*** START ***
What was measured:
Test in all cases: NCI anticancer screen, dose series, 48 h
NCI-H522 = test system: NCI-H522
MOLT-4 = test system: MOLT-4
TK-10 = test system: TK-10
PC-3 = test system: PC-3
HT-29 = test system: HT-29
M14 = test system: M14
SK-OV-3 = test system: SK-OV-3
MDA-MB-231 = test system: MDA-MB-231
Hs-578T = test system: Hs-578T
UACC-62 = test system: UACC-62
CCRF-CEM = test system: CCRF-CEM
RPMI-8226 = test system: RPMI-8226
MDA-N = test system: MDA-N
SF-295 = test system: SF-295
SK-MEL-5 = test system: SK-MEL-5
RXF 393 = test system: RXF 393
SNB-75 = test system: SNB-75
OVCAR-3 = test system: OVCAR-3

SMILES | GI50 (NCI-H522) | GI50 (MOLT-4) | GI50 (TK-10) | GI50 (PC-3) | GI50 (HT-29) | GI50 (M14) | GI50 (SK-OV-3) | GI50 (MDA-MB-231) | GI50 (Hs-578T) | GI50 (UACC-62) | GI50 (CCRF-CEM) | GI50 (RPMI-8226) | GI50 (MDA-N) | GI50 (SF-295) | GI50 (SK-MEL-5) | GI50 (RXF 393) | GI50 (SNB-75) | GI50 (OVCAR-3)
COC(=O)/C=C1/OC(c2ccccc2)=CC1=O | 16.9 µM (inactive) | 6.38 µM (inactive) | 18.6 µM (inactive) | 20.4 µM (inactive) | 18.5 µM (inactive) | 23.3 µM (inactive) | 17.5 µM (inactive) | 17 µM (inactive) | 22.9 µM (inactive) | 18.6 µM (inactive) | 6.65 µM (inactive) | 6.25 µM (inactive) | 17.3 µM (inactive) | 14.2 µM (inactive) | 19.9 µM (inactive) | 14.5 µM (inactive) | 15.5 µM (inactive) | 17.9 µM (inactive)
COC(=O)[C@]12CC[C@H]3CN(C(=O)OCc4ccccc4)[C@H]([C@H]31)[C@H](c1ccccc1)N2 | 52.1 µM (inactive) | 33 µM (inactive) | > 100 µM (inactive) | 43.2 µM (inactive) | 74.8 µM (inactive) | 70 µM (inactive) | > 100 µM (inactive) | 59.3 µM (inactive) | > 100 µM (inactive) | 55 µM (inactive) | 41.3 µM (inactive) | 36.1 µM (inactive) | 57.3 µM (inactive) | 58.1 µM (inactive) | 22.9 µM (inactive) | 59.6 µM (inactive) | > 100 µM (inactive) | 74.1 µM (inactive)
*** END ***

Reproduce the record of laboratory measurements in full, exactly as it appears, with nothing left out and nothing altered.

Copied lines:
What was measured:
Test in all cases: NCI anticancer screen, dose series, 48 h
NCI-H522 = test system: NCI-H522
MOLT-4 = test system: MOLT-4
TK-10 = test system: TK-10
PC-3 = test system: PC-3
HT-29 = test system: HT-29
M14 = test system: M14
SK-OV-3 = test system: SK-OV-3
MDA-MB-231 = test system: MDA-MB-231
Hs-578T = test system: Hs-578T
UACC-62 = test system: UACC-62
CCRF-CEM = test system: CCRF-CEM
RPMI-8226 = test system: RPMI-8226
MDA-N = test system: MDA-N
SF-295 = test system: SF-295
SK-MEL-5 = test system: SK-MEL-5
RXF 393 = test system: RXF 393
SNB-75 = test system: SNB-75
OVCAR-3 = test system: OVCAR-3

SMILES | GI50 (NCI-H522) | GI50 (MOLT-4) | GI50 (TK-10) | GI50 (PC-3) | GI50 (HT-29) | GI50 (M14) | GI50 (SK-OV-3) | GI50 (MDA-MB-231) | GI50 (Hs-578T) | GI50 (UACC-62) | GI50 (CCRF-CEM) | GI50 (RPMI-8226) | GI50 (MDA-N) | GI50 (SF-295) | GI50 (SK-MEL-5) | GI50 (RXF 393) | GI50 (SNB-75) | GI50 (OVCAR-3)
COC(=O)/C=C1/OC(c2ccccc2)=CC1=O | 16.9 µM (inactive) | 6.38 µM (inactive) | 18.6 µM (inactive) | 20.4 µM (inactive) | 18.5 µM (inactive) | 23.3 µM (inactive) | 17.5 µM (inactive) | 17 µM (inactive) | 22.9 µM (inactive) | 18.6 µM (inactive) | 6.65 µM (inactive) | 6.25 µM (inactive) | 17.3 µM (inactive) | 14.2 µM (inactive) | 19.9 µM (inactive) | 14.5 µM (inactive) | 15.5 µM (inactive) | 17.9 µM (inactive)
COC(=O)[C@]12CC[C@H]3CN(C(=O)OCc4ccccc4)[C@H]([C@H]31)[C@H](c1ccccc1)N2 | 52.1 µM (inactive) | 33 µM (inactive) | > 100 µM (inactive) | 43.2 µM (inactive) | 74.8 µM (inactive) | 70 µM (inactive) | > 100 µM (inactive) | 59.3 µM (inactive) | > 100 µM (inactive) | 55 µM (inactive) | 41.3 µM (inactive) | 36.1 µM (inactive) | 57.3 µM (inactive) | 58.1 µM (inactive) | 22.9 µM (inactive) | 59.6 µM (inactive) | > 100 µM (inactive) | 74.1 µM (inactive)